(Mirror Daily, United States) – A new study revealed that women taking hormonal contraception still face a breast cancer risk even when they are on low-dose medication. Danish researchers found that low-doses can still lead to breast cancer, even though the risk is relatively small in women in their 20s and 30s.

The findings appeared Dec. 6 in the New England Journal of Medicine.

In their study, scientists analyzed data on 1.8 million women with the average age of 32. The team was focused on finding the effects of birth control over an extended period of time.

Study participants were tracked for 11 years. Women using hormonal birth control which involves a mix of protesting and estrogen were compared with women on non-hormonal birth control methods like condoms or diaphragms.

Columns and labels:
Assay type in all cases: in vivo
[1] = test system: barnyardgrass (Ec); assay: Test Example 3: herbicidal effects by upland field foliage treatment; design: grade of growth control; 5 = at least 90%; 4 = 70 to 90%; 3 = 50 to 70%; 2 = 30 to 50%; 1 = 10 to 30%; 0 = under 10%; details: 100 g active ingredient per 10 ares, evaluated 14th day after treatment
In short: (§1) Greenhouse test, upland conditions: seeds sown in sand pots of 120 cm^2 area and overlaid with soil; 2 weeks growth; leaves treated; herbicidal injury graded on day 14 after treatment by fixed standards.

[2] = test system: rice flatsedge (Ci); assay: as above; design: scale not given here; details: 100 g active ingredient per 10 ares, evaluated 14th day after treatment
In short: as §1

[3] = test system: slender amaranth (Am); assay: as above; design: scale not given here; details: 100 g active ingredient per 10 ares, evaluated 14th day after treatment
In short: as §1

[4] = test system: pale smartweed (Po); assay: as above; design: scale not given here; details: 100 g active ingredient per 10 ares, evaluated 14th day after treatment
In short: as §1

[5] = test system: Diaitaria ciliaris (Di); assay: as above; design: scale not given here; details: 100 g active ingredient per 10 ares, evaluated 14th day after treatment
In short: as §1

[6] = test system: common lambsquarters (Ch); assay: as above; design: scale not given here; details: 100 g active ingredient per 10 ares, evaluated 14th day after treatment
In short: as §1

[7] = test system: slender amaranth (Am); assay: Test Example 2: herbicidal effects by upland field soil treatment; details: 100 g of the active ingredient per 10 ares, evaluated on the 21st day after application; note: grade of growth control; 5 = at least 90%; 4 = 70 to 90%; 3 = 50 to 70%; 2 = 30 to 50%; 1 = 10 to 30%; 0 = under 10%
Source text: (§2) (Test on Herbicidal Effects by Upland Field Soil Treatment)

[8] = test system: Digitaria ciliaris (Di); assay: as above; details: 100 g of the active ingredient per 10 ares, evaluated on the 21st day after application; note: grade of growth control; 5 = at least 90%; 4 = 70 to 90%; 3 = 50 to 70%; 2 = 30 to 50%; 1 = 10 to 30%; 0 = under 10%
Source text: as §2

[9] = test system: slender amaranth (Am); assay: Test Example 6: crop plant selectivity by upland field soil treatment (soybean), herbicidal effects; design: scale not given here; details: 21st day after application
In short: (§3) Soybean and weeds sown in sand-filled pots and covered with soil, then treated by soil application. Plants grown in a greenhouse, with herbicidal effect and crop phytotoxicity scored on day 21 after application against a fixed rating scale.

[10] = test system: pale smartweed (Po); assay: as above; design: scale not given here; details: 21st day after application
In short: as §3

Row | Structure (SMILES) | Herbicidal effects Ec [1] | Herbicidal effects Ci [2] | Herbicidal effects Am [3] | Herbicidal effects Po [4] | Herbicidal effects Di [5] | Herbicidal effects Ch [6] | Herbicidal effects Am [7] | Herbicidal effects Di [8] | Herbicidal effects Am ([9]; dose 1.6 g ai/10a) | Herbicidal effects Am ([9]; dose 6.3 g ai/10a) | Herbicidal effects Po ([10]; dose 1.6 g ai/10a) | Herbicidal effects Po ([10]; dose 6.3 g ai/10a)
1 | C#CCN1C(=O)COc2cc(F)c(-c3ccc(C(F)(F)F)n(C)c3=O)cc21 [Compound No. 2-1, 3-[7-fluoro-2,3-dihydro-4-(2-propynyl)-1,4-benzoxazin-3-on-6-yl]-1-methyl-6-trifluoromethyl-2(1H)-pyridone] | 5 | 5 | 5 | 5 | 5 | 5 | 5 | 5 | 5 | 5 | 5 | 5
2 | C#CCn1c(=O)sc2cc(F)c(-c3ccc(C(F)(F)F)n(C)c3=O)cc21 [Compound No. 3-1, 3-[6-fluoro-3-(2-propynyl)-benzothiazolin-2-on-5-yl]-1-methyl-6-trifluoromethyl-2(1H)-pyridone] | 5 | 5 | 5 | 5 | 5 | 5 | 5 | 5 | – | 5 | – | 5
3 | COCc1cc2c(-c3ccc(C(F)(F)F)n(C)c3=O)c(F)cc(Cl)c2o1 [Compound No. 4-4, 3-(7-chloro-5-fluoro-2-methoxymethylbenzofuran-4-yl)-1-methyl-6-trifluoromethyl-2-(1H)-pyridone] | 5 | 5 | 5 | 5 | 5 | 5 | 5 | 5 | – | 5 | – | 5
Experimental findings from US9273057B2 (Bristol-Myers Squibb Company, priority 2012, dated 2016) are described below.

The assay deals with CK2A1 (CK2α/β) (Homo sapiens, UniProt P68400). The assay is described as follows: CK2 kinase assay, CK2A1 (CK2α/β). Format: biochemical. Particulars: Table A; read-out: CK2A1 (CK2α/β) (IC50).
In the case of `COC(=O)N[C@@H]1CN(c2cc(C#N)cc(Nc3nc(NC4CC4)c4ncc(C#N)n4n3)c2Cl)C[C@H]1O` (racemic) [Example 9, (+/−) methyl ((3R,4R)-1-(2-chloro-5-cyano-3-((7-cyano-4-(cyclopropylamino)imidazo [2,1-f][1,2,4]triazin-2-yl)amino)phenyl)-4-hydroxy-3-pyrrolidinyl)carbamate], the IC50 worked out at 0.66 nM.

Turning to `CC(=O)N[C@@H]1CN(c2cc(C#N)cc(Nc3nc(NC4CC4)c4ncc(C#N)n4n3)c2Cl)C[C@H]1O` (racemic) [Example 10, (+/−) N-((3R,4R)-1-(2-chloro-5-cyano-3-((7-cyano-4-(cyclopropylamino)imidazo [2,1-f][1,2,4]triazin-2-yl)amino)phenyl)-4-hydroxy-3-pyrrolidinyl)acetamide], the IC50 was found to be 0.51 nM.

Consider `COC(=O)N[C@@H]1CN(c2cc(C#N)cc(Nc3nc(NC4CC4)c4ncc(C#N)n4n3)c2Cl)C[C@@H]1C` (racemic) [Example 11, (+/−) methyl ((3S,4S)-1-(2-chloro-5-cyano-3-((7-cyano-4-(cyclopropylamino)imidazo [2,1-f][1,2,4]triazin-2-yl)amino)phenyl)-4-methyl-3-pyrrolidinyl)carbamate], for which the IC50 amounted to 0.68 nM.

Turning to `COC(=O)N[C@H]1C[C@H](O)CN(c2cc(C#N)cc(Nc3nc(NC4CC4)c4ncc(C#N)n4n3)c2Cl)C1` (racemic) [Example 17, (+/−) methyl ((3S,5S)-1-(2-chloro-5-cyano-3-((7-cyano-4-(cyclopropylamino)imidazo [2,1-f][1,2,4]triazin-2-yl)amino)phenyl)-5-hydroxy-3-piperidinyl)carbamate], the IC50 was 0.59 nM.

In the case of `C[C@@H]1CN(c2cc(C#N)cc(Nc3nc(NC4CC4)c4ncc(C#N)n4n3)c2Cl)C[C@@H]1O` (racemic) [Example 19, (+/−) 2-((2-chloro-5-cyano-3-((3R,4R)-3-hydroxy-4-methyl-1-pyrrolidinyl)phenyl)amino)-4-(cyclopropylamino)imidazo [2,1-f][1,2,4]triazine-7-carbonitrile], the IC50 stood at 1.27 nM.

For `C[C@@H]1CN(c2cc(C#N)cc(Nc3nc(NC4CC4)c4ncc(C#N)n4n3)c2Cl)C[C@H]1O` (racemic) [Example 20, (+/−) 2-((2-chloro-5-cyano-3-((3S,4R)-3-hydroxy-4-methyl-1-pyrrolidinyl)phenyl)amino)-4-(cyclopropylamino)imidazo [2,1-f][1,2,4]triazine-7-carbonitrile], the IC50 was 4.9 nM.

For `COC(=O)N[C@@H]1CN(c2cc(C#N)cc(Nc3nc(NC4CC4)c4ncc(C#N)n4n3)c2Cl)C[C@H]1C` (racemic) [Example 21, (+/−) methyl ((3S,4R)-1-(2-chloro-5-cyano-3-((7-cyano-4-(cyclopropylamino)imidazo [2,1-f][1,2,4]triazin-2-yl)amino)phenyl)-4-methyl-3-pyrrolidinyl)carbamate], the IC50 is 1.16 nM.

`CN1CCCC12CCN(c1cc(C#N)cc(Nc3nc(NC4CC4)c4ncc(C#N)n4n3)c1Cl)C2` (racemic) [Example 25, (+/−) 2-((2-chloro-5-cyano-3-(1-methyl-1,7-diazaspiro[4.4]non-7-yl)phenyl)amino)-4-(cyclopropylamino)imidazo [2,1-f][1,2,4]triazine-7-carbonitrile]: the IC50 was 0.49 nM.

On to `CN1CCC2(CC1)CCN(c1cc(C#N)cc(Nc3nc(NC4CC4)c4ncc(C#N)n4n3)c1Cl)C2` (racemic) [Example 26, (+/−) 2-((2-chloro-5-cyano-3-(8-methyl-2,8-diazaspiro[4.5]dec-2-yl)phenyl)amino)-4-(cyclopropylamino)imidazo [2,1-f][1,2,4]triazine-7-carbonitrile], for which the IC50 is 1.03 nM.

Unlike past research, the latest study was able to analyze the health effects of other hormonal methods like the ring, implants, and the patch.

Hormonal Contraception Linked to 20% Higher Cancer Risk

The analysis revealed that regardless of the type of method, there was a 20% higher risk of breast cancer in women that used hormonal contraception than in their peers on other types of birth control.

Lead author Lina Morch of the University of Copenhagen added that the longer those contraception methods were used, the higher the cancer risk.

However, in young women, breast cancer incidence is relatively small. So, a 20-percent higher risk is still small when the cohort is small, said American Cancer Society researcher Mia Gaudet, who was not involved in the study.

Plus, most of the breast cancer patients were women in their 40s who used hormonal contraceptives. So, it is unclear whether age had anything to do with the increased breast cancer risk or the long-term use of these birth control methods.